More than 1 800 hopefuls spent the past week trying out for the City’s 120 seasonal firefighting jobs. The additional resources are crucial to handling an average of nearly 7 500 vegetation fires every summer.
The City of Cape Town’s Fire and Rescue Service has spent the last week identifying potential candidates for its seasonal firefighter posts.
The service recruits 120 individuals every year to shore up its defences against vegetation fires between November and April. From Monday to Friday this week (14 – 18 August 2017), nearly 2 000 hopefuls passed through the City’s Ndabeni facility to try and clear the first hurdle: a basic fitness assessment.
The assessment included:
- a reach test
- a 2,4 km run within a prescribed time
- 30 sit-ups within 60 seconds
- 30 push-ups within 60 seconds
- a 50 kg dead load carry over 100 m
‘This fitness assessment is standard, even for candidates seeking permanent employment with the City’s Safety and Security Directorate. On paper it might not seem that daunting, but I would venture a guess that many people would struggle to complete the tasks. I want to congratulate those candidates who persevered and commiserate with those who didn’t make it this time around,’ said the City’s Mayoral Committee Member for Safety and Security; and Social Services, Alderman JP Smith.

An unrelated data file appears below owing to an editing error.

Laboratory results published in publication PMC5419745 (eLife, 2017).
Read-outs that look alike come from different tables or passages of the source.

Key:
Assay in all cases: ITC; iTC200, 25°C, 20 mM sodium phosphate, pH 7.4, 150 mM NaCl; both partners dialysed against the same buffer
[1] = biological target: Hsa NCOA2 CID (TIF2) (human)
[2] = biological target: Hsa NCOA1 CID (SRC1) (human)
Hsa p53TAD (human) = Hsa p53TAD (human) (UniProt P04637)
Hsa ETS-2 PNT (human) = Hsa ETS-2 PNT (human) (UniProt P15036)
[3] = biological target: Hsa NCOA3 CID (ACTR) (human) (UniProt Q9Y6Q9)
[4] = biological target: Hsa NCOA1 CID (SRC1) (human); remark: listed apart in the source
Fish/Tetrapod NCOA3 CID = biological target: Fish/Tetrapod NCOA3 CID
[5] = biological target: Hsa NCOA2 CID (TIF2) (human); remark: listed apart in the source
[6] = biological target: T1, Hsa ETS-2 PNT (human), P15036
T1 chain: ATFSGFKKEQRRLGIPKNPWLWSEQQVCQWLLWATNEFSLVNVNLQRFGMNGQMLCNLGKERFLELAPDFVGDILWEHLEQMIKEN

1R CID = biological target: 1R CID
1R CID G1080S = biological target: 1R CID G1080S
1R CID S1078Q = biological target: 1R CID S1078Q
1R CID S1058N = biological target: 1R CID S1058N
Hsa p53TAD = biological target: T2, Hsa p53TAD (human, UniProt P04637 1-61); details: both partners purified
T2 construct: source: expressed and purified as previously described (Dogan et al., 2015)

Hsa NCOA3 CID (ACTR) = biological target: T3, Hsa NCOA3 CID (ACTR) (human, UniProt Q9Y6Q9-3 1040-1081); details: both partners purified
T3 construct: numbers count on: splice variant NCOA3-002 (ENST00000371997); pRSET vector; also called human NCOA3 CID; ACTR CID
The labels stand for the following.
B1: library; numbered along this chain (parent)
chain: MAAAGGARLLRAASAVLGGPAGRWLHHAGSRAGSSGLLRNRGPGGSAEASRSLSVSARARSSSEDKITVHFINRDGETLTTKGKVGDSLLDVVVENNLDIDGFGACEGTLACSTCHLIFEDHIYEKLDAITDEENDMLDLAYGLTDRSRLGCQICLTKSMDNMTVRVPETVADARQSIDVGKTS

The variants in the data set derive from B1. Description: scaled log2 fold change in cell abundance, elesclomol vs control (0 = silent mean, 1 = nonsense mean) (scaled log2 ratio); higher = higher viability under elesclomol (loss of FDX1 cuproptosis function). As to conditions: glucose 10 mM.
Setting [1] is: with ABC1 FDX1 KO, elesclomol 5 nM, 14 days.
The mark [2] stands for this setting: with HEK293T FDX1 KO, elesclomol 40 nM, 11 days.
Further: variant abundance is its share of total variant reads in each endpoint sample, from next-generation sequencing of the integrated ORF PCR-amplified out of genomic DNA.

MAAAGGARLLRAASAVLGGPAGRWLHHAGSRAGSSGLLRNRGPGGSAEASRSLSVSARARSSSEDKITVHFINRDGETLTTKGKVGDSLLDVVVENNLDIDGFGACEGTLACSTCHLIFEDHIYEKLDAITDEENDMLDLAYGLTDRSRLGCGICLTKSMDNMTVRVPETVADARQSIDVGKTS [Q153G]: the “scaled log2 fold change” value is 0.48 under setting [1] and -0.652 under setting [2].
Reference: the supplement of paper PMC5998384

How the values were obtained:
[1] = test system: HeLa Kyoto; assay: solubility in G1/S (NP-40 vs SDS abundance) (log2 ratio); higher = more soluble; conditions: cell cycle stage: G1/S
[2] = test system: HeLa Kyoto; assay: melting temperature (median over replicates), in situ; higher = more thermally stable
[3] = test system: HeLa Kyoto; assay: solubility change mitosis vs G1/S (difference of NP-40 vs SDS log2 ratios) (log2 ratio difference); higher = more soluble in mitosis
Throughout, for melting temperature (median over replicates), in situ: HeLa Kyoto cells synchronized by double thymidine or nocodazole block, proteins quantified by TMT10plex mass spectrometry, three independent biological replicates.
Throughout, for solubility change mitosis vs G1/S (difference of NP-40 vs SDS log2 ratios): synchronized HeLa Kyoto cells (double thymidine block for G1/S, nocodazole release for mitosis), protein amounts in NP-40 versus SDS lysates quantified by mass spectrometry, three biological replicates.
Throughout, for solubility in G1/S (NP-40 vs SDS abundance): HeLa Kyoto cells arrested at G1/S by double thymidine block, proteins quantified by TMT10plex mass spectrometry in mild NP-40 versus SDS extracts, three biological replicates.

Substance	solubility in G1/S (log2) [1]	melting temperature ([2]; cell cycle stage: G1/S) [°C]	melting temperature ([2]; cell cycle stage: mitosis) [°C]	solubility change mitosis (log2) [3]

A short video of the candidates’ efforts can be viewed here: http://bit.ly/2v7eRMH
A total of 846 candidates successfully completed the basic fitness assessment. Next, they will be required to complete written and behavioural assessments. The top overall performers will be offered contracts as seasonal firefighters and will start their firefighting training on 1 November 2017. The four-week long wildland firefighting course includes the basics of fighting vegetation fires, familiarisation with different types of equipment and specific use of the equipment through simulation drills, as well as the specific roles and functions of each staff member when responding to a vegetation fire.
Seasonal firefighters are expected to work at least 40 hours a week for the duration of their contracts. Their key tasks include firefighting duties under the guidance and supervision of firefighters and officers, preparing for emergency incidents, and creating fire breaks along the urban edge (see photo above).
‘We experience anywhere between 6 000 – 9 000 vegetation fires during summer in Cape Town. Our seasonal recruits are crucial to our efforts to protect lives and property during this very busy period.
‘This is a win-win situation because we are able to increase our firefighting capabilities when we need them most, but we are also transferring skills and creating economic opportunities for our residents. An opportunity like this not only means valuable skills for the seasonal firefighter, but the character, determination and service to the community are attributes that I believe would stand them in good stead for future employment opportunities, whether in the public service or private sector. This provision of a stepping stone is in line with our Organisational Development and Transformation Plan which seeks to help equip our residents to access economic opportunities,’ added Alderman Smith.